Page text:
BCO produced a significantly reduced arterial pressure within the carotid sinus (as measured by a fall in lingual pressure) and increased femoral pressure in both groups, similarly to previous studies (57, 58). Although the initial fall in lingual pressure of ketamine-treated fetuses was similar to controls, the average lingual pressure within the ketamine group was significantly higher, possibly the result of ketamine-induced cerebral vasodilation. Other investigators have reported that ketamine vasodilates cerebral vessels both in vivo and in vitro (41, 64). With the exception of one fetus, the range of lingual pressure values in the two groups overlapped, and the hormonal responses did not correlate to the magnitude of the drop in pressure. In addition, the reflex femoral arterial pressure response to BCO was attenuated compared with the control group. These data agree with previous studies demonstrating that ketamine suppresses afferent signaling of chemoreceptors and baroreceptors through the antagonism of central NMDA receptors.
The bradycardic component of chemoreflex activation is mediated by central NMDA receptors rather than other excitatory amino acid receptors (27). In this study, control fetuses experienced initial transient bradycardia in response to cerebral hypoperfusion, whereas this effect was not seen in ketamine-treated animals. These data agree with other studies demonstrating that ketamine attenuates bradycardic responses to both maternal hypoxemia (8) and partial umbilical cord occlusion (54). Tachycardia during and following BCO was likely a direct effect of cerebral ischemia.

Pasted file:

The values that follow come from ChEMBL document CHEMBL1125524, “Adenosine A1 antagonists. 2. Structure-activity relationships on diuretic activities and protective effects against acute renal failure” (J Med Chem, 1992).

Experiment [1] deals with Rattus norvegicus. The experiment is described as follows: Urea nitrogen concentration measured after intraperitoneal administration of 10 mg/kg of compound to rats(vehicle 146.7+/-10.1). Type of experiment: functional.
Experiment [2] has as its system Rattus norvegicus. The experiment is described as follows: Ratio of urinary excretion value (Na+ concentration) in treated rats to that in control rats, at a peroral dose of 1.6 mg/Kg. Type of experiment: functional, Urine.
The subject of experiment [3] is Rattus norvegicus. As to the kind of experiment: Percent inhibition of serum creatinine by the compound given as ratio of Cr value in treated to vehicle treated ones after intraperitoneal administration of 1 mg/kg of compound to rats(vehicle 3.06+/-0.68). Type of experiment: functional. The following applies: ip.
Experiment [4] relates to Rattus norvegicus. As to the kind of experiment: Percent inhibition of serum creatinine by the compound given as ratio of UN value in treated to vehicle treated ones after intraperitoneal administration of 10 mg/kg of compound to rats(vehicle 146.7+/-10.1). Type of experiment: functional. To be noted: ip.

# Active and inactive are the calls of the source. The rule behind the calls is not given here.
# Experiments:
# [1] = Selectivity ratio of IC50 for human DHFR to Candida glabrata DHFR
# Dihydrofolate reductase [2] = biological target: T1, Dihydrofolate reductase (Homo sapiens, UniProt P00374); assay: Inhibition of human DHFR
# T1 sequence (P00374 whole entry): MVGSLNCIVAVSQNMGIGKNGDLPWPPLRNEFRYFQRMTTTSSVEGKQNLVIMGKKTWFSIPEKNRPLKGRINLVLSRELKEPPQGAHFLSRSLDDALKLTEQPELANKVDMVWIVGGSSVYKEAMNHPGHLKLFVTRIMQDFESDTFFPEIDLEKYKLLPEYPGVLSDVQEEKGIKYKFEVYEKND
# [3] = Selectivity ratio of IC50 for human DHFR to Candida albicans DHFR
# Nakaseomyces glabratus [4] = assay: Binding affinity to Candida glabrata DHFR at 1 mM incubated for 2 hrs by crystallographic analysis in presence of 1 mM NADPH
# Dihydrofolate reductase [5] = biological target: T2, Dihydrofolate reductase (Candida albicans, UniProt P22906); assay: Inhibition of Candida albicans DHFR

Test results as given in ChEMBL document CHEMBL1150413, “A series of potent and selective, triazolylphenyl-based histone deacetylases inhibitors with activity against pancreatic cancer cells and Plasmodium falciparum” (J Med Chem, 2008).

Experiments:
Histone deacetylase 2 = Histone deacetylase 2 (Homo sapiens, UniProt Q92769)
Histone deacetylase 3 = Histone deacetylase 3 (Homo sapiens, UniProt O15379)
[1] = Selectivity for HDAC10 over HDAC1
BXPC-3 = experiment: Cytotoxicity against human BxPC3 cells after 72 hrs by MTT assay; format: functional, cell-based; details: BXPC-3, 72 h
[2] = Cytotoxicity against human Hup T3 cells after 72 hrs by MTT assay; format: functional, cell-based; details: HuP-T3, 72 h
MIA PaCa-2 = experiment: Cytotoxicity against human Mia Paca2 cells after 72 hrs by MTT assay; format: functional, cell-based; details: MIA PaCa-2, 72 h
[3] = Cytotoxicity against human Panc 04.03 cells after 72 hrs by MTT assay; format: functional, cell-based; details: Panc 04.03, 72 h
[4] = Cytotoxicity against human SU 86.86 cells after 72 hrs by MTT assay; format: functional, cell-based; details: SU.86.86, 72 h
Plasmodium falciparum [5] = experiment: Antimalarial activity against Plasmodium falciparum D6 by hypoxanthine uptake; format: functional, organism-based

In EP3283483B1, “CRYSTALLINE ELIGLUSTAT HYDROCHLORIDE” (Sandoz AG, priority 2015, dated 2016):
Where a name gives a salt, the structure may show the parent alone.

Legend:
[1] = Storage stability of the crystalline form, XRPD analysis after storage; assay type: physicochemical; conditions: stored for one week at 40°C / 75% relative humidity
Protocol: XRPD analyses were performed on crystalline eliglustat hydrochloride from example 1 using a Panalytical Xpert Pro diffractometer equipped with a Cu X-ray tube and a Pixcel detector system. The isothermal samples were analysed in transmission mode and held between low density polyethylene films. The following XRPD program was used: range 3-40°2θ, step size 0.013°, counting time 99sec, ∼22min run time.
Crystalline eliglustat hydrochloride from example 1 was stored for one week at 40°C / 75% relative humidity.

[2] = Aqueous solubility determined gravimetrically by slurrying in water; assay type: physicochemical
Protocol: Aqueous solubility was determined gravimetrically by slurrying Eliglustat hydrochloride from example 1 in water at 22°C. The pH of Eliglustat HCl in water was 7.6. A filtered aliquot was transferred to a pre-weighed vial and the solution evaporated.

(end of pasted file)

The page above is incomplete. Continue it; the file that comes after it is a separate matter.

Fetal blood gases and pH are highly dependent on umbilical-placental blood flow and, secondarily, fetal arterial blood pressure (21, 45). We propose that the difference in fetal blood gas responses to BCO in the present study was the result of the attenuation of the increase in fetal blood pressure caused by ketamine. That is, control fetuses responded to BCO with a greater increase in oxygen tension, likely the result of increased umbilical-placental perfusion (poor autoregulation in this vascular bed allows increased perfusion in response to increased arterial pressure). Femoral blood pressure was not increased as dramatically in the ketamine-treated fetuses and perhaps contributed to the observed hypoxemia in this group. Although reports of the effects of ketamine on uterine tone are controversial (16, 28), an increase in uterine tone producing decreased placental blood flow may also have caused fetal hypoxemia in this group. Finally, a slight metabolic acidemia was observed in response to BCO in both groups. This finding is in agreement with previous studies demonstrating that maternal administration of ketamine does not cause or worsen metabolic acidosis under normal (14, 26) or asphyxic (38, 54) fetal conditions.
ACTH and POMC/pro-ACTH